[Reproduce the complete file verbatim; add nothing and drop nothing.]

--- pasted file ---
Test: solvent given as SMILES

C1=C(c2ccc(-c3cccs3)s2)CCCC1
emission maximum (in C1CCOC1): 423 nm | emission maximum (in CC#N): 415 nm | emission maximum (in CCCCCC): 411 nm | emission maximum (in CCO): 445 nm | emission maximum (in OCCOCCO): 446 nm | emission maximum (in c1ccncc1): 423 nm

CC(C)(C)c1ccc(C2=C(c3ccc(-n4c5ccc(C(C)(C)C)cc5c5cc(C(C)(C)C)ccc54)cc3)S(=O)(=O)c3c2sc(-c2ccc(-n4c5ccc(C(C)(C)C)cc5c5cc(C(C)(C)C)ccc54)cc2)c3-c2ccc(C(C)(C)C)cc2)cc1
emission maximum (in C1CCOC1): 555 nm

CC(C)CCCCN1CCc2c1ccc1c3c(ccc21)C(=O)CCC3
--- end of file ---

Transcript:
Test: solvent given as SMILES

C1=C(c2ccc(-c3cccs3)s2)CCCC1
emission maximum (in C1CCOC1): 423 nm | emission maximum (in CC#N): 415 nm | emission maximum (in CCCCCC): 411 nm | emission maximum (in CCO): 445 nm | emission maximum (in OCCOCCO): 446 nm | emission maximum (in c1ccncc1): 423 nm

CC(C)(C)c1ccc(C2=C(c3ccc(-n4c5ccc(C(C)(C)C)cc5c5cc(C(C)(C)C)ccc54)cc3)S(=O)(=O)c3c2sc(-c2ccc(-n4c5ccc(C(C)(C)C)cc5c5cc(C(C)(C)C)ccc54)cc2)c3-c2ccc(C(C)(C)C)cc2)cc1
emission maximum (in C1CCOC1): 555 nm

CC(C)CCCCN1CCc2c1ccc1c3c(ccc21)C(=O)CCC3